A germ of an idea, and a perchance internet sighting of the perfect focus fabric while checking store hours on the website while traveling to the last quilt shop of our Oregon coast personal shop-hop last fall ... in Astoria ...
So, how did this become my inspiration fabric for my newest quilt-in-the-making? Many years ago right after graduating high school, my husband packed all his belongings and his cat into an old Ford van and headed to Oregon. His destination was Astoria, near the coast and where he attended Clatsop Community College while also working at the OSU Seafood Lab. After all these years Astoria and the surrounding area remains his favorite place on earth. So, when we traveled back to Oregon on vacation last fall he suggested we visit all the quilt shops we ran across while driving the coast from Port Orford to Astoria. How could we not? I started picking up random fat quarters of coastal themed fabrics with no particular idea in mind except that they might eventually become part of a lap quilt for him. Then we found our inspiration fabric - perfect theme - perfect dark colors that he favors - and the focal point of his new quilt.
The first couple of blocks:
Nearly every fabric in this top (so far) is from pieces we picked up while in Oregon last fall, with just a couple from my older stash that have Oregon connections. The massive jetty rocks, forest ferns, conifer Coastal Range forests, ocean swells, beach grasses, sand dollars, and doggie footprints (our old dog made the long trip with us) all make an appearance in the blocks.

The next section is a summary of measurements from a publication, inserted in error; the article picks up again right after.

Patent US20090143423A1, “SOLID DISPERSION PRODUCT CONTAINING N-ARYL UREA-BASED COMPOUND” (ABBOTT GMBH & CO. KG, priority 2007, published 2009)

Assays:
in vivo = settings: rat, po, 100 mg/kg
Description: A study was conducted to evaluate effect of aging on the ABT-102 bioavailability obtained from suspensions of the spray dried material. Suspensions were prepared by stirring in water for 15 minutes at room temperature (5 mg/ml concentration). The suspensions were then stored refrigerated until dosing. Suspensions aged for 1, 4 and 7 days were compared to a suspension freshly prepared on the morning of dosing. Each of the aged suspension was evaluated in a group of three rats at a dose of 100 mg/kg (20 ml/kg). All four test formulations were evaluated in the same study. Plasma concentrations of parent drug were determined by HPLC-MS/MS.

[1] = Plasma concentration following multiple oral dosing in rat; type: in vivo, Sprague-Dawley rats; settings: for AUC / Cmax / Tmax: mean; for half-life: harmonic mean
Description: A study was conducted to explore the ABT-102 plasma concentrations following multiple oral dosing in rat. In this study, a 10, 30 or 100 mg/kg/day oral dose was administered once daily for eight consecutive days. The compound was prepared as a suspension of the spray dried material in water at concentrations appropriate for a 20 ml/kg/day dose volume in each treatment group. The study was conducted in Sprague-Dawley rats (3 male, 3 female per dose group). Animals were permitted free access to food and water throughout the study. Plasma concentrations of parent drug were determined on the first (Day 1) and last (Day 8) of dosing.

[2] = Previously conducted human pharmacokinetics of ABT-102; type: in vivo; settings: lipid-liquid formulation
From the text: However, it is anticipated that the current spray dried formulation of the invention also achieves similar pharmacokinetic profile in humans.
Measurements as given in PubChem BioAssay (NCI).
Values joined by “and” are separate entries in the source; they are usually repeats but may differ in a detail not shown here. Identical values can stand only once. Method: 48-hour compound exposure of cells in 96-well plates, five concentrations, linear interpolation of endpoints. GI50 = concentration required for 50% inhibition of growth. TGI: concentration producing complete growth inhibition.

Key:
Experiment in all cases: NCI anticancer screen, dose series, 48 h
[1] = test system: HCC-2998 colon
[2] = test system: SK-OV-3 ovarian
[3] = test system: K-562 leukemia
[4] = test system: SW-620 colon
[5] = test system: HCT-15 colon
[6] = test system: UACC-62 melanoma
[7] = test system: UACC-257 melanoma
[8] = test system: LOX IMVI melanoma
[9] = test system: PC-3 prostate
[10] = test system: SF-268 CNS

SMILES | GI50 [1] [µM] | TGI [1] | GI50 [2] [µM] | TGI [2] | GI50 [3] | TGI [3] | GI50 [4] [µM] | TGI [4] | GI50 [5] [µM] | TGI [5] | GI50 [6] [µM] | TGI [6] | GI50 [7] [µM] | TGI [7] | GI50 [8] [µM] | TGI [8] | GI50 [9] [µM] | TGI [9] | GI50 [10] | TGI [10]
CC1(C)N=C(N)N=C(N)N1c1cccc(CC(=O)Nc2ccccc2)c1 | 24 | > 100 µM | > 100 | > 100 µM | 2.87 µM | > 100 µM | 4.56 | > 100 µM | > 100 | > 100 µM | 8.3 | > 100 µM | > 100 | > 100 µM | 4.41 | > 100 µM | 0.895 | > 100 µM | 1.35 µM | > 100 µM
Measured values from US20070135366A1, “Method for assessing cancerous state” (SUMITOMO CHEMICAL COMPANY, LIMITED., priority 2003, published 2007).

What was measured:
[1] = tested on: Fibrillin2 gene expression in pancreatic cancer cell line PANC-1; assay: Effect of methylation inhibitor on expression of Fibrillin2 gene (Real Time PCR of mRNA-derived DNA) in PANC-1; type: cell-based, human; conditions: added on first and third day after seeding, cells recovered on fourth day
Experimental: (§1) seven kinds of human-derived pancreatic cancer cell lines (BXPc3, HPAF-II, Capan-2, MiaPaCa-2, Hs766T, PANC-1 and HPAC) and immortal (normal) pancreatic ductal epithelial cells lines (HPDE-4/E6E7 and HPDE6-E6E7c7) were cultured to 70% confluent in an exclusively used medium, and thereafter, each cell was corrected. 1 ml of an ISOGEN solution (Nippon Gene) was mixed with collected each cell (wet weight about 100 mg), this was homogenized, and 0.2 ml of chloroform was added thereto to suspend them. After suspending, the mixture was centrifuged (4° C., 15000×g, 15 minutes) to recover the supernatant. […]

Cutting the panel into useable block centers did present its issues as the fabric was printed totally askew, and there was no possible way of cutting even rectangles since not only were the outer borders off-grain but some of the actual labels were printed with a bend so the left side of the label angles upward. You can see the upward bend in the labels at the lower left of the first photo in this post. Frustrating, and noticeable on individual blocks, but hopefully with the variety of fabrics being used once the entire quilt is put together, sandwiched and quilted, the imperfections won't be terribly obvious. Faults aside, I am loving the deep rich colors of these quilt blocks. Twelve of the fifteen canning label blocks are completed and the rest should be finished today. Then comes the fun of creating alternate blocks! I can't think of a better way to spend a stormy February day.